Hobbs, Lovington gigabit cities thanks to Leaco
Just as older homes lacked enough electrical outlets as Americans became accustomed to their appliances in the mid-20th century, an internet barrier exists in many homes today, limiting the speed of various electronic devices to stream TV, play video games online and download data.
A local telephone cooperative is seeking to end the days of buffered videos, paused video games and Lego look-a-like football players on TV in two local communities by making Hobbs and Lovington “gigabit cities.”
Leaco, founded in 1954 as a member-owned rural telephone cooperative in southeastern New Mexico, is blazing into the 21st century in a different direction as a broadband internet service provider. The company, which still provides landline phone service, has invested millions of dollars in fiber optic equipment in Hobbs and Lovington that promises “lightning-fast internet download speeds of up to 1 Gbps,” equivalent to 1,000 megabits per second.
“We love the fact that we can say we’ve made Hobbs a gigabit city, and Lovington,” said Leaco CEO Sid Applin, adding other incorporated areas of Lea County such as Tatum will also be offered the high-speed internet service when the fiber optic infrastructure is in place. Currently, Tatum has Leaco fiber optic lines, but not the equipment to handle gigabit speeds, Applin explained.
As the fiber optic service areas in Hobbs and Lovington grow, the company is excited about the growth opportunities with both residential and business customers.
“We’ll continue building as long as we can,” said Lisa Pearce, Leaco’s sales and marketing manager. “That’s our future.”
Pearce said the gigabit service is a huge step forward for both Leaco and Lea County.
Applin said in the digital age of today, large prospective businesses demand high-speed internet in the realm of up to 1 gigabit per second.
“If a big oil company wants to build a headquarters in Hobbs, they won’t dream about something less than this,” Applin said.
Applin declined to disclose the amount of the investment into gigabit-speed fiber optic lines and equipment currently being built in Hobbs and Lovington, other than saying it’s a “multi-million-dollar” investment, and less than $10 million.
Leaco, headquartered in Hobbs and the Hobbs Chamber of Commerce’s 2017 Business of the Year, is currently offering several broadband internet packages, from 10 megabits per second up to 1 gigabit per second.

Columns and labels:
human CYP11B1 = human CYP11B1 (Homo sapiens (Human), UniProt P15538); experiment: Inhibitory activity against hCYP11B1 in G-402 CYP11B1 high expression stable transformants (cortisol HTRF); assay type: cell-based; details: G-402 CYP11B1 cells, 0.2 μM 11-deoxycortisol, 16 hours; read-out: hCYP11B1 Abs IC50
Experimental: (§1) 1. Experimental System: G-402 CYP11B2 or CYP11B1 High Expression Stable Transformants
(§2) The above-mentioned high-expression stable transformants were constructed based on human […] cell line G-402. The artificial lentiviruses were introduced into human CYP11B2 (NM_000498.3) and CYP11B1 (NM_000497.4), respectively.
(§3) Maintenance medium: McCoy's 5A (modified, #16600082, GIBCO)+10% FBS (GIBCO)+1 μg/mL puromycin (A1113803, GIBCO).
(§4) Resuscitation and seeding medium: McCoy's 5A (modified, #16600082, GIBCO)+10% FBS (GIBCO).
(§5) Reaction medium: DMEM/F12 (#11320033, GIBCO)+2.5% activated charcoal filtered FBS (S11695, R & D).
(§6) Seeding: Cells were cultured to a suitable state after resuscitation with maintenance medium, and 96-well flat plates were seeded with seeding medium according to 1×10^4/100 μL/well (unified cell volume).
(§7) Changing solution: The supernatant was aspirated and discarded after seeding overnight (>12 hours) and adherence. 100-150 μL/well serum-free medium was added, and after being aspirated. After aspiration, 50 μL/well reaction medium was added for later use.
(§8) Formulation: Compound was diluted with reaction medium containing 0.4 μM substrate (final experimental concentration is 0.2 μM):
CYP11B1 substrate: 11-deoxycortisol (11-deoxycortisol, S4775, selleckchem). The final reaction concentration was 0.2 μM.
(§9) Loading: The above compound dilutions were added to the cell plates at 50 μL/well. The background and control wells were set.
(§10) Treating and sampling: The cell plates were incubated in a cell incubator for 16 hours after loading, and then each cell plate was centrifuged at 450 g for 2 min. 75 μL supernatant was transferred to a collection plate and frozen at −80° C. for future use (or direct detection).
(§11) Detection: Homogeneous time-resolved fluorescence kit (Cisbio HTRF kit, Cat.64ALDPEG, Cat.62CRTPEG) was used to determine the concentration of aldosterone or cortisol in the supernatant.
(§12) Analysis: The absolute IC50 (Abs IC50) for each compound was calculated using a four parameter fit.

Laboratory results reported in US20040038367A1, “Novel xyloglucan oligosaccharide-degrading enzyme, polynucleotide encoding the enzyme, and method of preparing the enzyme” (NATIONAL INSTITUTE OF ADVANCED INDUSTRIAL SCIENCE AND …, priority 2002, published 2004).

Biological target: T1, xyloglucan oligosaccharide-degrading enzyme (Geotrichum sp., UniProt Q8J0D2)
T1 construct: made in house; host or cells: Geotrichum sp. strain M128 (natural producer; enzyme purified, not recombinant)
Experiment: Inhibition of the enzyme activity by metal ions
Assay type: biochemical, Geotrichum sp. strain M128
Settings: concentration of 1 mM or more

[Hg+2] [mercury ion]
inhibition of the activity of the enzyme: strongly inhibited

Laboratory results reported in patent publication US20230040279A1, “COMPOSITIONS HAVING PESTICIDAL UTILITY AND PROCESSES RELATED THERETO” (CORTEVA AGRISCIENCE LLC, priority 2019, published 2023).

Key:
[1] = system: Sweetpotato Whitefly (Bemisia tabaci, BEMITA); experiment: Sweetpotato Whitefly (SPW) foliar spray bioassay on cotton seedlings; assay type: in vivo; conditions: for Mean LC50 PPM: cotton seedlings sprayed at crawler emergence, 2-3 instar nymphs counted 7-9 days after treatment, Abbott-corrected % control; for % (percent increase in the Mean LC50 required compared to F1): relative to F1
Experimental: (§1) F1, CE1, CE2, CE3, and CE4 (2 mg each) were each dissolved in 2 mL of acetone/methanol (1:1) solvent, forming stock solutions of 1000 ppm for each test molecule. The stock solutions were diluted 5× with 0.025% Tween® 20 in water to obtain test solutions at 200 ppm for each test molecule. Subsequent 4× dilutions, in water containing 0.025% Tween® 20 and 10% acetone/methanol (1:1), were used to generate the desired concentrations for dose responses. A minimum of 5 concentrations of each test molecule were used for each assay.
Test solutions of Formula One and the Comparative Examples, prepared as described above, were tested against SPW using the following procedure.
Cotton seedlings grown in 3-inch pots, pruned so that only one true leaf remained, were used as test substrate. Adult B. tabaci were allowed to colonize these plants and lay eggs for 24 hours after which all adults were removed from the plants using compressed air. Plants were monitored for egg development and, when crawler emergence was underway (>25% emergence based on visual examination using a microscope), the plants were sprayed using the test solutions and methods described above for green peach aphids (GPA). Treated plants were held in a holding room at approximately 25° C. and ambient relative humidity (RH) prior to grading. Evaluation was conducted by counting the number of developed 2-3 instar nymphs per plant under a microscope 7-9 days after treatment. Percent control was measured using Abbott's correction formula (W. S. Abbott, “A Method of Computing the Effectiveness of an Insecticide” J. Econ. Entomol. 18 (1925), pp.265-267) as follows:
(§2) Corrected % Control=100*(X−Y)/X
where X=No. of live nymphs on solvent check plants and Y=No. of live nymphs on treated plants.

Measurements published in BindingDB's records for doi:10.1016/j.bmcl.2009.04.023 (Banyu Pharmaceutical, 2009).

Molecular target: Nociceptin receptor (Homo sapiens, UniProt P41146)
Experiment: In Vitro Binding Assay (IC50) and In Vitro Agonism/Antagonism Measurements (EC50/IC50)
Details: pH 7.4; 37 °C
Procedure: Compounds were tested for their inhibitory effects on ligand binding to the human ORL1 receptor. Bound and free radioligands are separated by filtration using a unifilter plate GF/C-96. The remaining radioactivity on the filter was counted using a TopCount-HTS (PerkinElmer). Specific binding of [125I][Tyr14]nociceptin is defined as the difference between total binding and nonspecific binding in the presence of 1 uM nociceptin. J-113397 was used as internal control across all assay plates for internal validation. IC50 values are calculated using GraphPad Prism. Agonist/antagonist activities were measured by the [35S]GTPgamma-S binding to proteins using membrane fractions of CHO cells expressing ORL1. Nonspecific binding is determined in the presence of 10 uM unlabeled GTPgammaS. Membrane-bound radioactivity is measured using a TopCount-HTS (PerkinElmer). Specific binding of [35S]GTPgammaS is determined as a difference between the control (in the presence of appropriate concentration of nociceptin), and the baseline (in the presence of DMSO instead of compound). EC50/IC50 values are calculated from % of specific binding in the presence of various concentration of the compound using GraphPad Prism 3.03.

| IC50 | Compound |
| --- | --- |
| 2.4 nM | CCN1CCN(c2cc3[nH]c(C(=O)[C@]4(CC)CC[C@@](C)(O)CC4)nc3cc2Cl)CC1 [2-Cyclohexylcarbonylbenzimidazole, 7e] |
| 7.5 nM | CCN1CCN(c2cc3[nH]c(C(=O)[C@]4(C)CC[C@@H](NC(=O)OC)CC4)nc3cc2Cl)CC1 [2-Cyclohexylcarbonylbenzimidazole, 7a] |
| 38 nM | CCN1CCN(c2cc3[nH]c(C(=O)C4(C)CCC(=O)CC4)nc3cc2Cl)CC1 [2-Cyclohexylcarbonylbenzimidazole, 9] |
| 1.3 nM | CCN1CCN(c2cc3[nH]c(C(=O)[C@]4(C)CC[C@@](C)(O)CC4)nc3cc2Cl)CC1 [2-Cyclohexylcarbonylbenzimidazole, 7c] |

The high-speed service was launched in Hobbs about a month ago, initially covering the central and east-central parts of the city, as the cooperative builds its way west in phases, using its own poles in alleyways to carry fiber optic lines to homes, businesses and governmental agencies. One client is the Eagle IC center at the Hobbs Police Department, which uses Leaco’s high-speed broadband internet service to deliver real-time video from 50 cameras in the city. The citywide camera system was installed in 2014.
Tatum, Dexter and Hagerman are Leaco’s dedicated service areas, meaning Leaco receives tax subsidies to provide landline telephone service in those smaller communities. Hobbs and Lovington are Leaco’s competitive areas, meaning the little cooperative is now taking on corporate giants in the digital arena.
Applin demonstrated the gigabit internet speed at Leaco’s offices on West Broadway Street in Hobbs. Choosing a lengthy YouTube music video, he showed how the viewer can skip to any part of the video instantly, with no buffering or delays.
“It’s a gamer’s dream,” Applin said.
A technician at heart, Applin explained that Leaco has three routes to the worldwide web, providing a redundancy in the fiber optic system. If a fiber optic pole and line is brought down by a truck, for example, the internet service isn’t interrupted because of its redundant routes, he said.
Applin said laptop computers more than three years old can’t fully use gigabit speeds. A new router is often needed when customers sign up for Leaco’s higher-speed service.
Currently, about 60 percent of Hobbs is covered by Leaco’s fiber optic system. Most of Lovington is also covered. The gigabit service began as a pilot project in Lovington.
“We’re continuing to build out as we speak,” Applin said.
Leaco currently serves all the public schools in Hobbs and Lovington, a couple of its larger clients.
“It’s a big trust for a business to say, ‘Can we trust them?” Pearce said. “We’re a small company and local people are saying can we trust what Leaco is telling us?”
Applin said the proof is in the pudding.
“Many businesses today are giving that trust and signing on,” he said, adding most of Hobbs will be covered within 18 months.
“We’re signing them up daily,” Pearce said. “So, the best thing to do is call.”
Jeff Tucker can be reached at .